In the first blogpost of the SUPER MoRRI series, Wouter van der Klippe discusses the transition from MoRRI to the new SUPER MoRRI project. When we stop focusing on the outcomes of measurements and their accuracy and instead consider the possibilities that monitoring provides, evaluation is set free from producing indicators. Instead, evaluation can be an opportunity to create a space for articulating what is valued and why. Thus, SUPER MoRRI is creating a transformative opportunity that may better equip us to develop more open potential RRI-enriched futures, as diverse and inclusive as were initially hoped for.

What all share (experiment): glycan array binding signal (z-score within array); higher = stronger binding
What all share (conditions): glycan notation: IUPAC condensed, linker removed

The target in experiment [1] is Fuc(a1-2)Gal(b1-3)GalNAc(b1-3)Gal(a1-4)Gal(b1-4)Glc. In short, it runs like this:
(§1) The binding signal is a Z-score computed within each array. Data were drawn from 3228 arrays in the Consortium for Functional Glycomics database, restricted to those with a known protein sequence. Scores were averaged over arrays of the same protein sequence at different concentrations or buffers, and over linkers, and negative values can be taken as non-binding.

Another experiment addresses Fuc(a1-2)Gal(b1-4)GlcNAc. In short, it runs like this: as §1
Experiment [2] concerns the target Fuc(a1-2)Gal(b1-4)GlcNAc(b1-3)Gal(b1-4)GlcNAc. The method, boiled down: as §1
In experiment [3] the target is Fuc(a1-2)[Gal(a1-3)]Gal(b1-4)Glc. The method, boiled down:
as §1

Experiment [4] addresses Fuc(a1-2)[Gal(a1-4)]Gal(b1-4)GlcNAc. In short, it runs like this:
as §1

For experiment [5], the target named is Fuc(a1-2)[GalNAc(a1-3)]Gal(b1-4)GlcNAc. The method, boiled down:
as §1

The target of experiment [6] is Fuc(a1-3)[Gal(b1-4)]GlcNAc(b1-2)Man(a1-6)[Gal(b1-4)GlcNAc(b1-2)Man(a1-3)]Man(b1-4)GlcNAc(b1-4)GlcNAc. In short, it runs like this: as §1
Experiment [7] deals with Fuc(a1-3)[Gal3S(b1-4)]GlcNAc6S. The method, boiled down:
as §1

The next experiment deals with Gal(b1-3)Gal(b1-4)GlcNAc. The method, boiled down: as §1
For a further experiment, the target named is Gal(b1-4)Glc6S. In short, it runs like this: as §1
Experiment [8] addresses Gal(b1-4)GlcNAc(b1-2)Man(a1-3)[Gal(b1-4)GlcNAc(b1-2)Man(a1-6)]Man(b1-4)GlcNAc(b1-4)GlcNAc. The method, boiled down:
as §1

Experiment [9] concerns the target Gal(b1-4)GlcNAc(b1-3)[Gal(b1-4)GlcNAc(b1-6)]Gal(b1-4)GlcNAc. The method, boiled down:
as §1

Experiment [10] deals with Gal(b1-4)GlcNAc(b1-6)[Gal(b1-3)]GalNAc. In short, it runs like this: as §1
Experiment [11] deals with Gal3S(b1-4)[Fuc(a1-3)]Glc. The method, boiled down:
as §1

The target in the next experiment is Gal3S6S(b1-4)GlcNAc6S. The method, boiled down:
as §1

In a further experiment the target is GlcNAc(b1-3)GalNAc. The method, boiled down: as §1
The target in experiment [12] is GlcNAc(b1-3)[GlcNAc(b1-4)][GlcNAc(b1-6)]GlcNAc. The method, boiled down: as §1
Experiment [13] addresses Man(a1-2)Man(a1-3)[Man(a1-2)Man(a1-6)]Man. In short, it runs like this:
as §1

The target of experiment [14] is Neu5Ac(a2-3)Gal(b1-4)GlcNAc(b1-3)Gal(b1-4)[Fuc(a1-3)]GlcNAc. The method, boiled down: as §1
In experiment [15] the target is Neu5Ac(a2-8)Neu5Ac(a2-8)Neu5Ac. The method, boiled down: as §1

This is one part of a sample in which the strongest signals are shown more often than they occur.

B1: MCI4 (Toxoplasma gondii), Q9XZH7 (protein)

But when we talk about monitoring RRI, is there a consensus on the purpose or even the content of RRI? Roger Strand distinguishes between three policy narratives for RRI in his blogpost. They are portrayed in a slightly caricatured way and exaggerate the differences. The first policy narrative is: “How do we regain control over the runaway train of science and technology before it totally destroys our world?” Some hope that RRI will enable society to speak back to science and help shape research agendas and ultimately research trajectories so that they will lead to outputs and outcomes that are beneficial to people and the planet. The second, opposite narrative is: “How do we educate, reassure and calm down the ungrateful public and make them trust us, trust science again?” RRI, and especially the so-called RRI “keys” of the EC are better fit for the purpose of providing accountability and legitimacy to calm down the citizens and argue that everything is in order. The third policy narrative sees the world of science, technology, and society as a set of entangled networks that are increasingly in need of mutual collaboration and communication. Here RRI is seen as a way to improve collaboration across silos and promote thinking outside of the box. Therefore, it is important to be aware of such plurality of desires for RRI when working for SUPER MORRI.